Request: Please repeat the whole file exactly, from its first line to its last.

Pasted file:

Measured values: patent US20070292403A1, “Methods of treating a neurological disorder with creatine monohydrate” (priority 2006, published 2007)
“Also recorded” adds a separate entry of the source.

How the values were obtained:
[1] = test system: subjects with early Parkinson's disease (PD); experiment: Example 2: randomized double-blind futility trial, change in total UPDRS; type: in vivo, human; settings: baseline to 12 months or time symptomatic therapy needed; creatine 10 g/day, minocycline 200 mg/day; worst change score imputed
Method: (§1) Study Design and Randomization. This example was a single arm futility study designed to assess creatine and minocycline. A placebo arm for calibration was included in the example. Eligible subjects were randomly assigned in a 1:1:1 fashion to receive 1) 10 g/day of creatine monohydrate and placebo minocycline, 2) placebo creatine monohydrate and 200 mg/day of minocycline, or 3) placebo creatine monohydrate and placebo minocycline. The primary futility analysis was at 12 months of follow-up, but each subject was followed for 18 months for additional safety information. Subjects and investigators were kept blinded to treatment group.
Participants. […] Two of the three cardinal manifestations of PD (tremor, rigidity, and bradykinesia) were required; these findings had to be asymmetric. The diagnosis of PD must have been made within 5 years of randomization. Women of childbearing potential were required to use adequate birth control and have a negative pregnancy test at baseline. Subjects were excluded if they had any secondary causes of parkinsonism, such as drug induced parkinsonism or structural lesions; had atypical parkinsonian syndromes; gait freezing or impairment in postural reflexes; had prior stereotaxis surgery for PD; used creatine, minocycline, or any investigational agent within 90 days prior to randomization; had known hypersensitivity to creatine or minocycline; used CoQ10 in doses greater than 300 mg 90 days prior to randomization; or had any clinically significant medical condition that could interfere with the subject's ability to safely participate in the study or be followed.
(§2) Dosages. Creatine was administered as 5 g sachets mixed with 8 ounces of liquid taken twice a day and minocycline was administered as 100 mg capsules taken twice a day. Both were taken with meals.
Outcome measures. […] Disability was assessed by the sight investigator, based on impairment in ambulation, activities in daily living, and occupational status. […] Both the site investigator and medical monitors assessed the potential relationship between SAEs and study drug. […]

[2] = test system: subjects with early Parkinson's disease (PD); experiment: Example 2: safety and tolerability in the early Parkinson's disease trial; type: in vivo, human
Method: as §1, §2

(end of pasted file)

Measured values: patent US20070292403A1, “Methods of treating a neurological disorder with creatine monohydrate” (priority 2006, published 2007)
“Also recorded” adds a separate entry of the source.

How the values were obtained:
[1] = test system: subjects with early Parkinson's disease (PD); experiment: Example 2: randomized double-blind futility trial, change in total UPDRS; type: in vivo, human; settings: baseline to 12 months or time symptomatic therapy needed; creatine 10 g/day, minocycline 200 mg/day; worst change score imputed
Method: (§1) Study Design and Randomization. This example was a single arm futility study designed to assess creatine and minocycline. A placebo arm for calibration was included in the example. Eligible subjects were randomly assigned in a 1:1:1 fashion to receive 1) 10 g/day of creatine monohydrate and placebo minocycline, 2) placebo creatine monohydrate and 200 mg/day of minocycline, or 3) placebo creatine monohydrate and placebo minocycline. The primary futility analysis was at 12 months of follow-up, but each subject was followed for 18 months for additional safety information. Subjects and investigators were kept blinded to treatment group.
Participants. […] Two of the three cardinal manifestations of PD (tremor, rigidity, and bradykinesia) were required; these findings had to be asymmetric. The diagnosis of PD must have been made within 5 years of randomization. Women of childbearing potential were required to use adequate birth control and have a negative pregnancy test at baseline. Subjects were excluded if they had any secondary causes of parkinsonism, such as drug induced parkinsonism or structural lesions; had atypical parkinsonian syndromes; gait freezing or impairment in postural reflexes; had prior stereotaxis surgery for PD; used creatine, minocycline, or any investigational agent within 90 days prior to randomization; had known hypersensitivity to creatine or minocycline; used CoQ10 in doses greater than 300 mg 90 days prior to randomization; or had any clinically significant medical condition that could interfere with the subject's ability to safely participate in the study or be followed.
(§2) Dosages. Creatine was administered as 5 g sachets mixed with 8 ounces of liquid taken twice a day and minocycline was administered as 100 mg capsules taken twice a day. Both were taken with meals.
Outcome measures. […] Disability was assessed by the sight investigator, based on impairment in ambulation, activities in daily living, and occupational status. […] Both the site investigator and medical monitors assessed the potential relationship between SAEs and study drug. […]

[2] = test system: subjects with early Parkinson's disease (PD); experiment: Example 2: safety and tolerability in the early Parkinson's disease trial; type: in vivo, human
Method: as §1, §2